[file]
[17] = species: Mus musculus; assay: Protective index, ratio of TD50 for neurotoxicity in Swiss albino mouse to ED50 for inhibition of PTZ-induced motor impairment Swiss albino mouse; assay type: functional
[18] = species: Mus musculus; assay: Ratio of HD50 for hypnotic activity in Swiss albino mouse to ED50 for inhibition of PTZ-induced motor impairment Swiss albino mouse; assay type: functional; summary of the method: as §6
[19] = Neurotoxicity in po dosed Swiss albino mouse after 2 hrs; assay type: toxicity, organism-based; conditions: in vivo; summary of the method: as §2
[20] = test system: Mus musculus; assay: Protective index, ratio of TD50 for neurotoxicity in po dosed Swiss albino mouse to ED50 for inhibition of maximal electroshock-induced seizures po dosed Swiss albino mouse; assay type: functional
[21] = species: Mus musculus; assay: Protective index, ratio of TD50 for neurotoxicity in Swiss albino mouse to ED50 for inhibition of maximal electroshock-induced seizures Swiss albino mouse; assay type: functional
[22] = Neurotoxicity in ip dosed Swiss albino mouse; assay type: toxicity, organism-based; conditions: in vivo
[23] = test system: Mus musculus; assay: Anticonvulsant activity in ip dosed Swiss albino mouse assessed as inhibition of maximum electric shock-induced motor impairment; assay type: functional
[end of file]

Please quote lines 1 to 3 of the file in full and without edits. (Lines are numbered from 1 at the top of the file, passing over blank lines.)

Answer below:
[17] = species: Mus musculus; assay: Protective index, ratio of TD50 for neurotoxicity in Swiss albino mouse to ED50 for inhibition of PTZ-induced motor impairment Swiss albino mouse; assay type: functional
[18] = species: Mus musculus; assay: Ratio of HD50 for hypnotic activity in Swiss albino mouse to ED50 for inhibition of PTZ-induced motor impairment Swiss albino mouse; assay type: functional; summary of the method: as §6
[19] = Neurotoxicity in po dosed Swiss albino mouse after 2 hrs; assay type: toxicity, organism-based; conditions: in vivo; summary of the method: as §2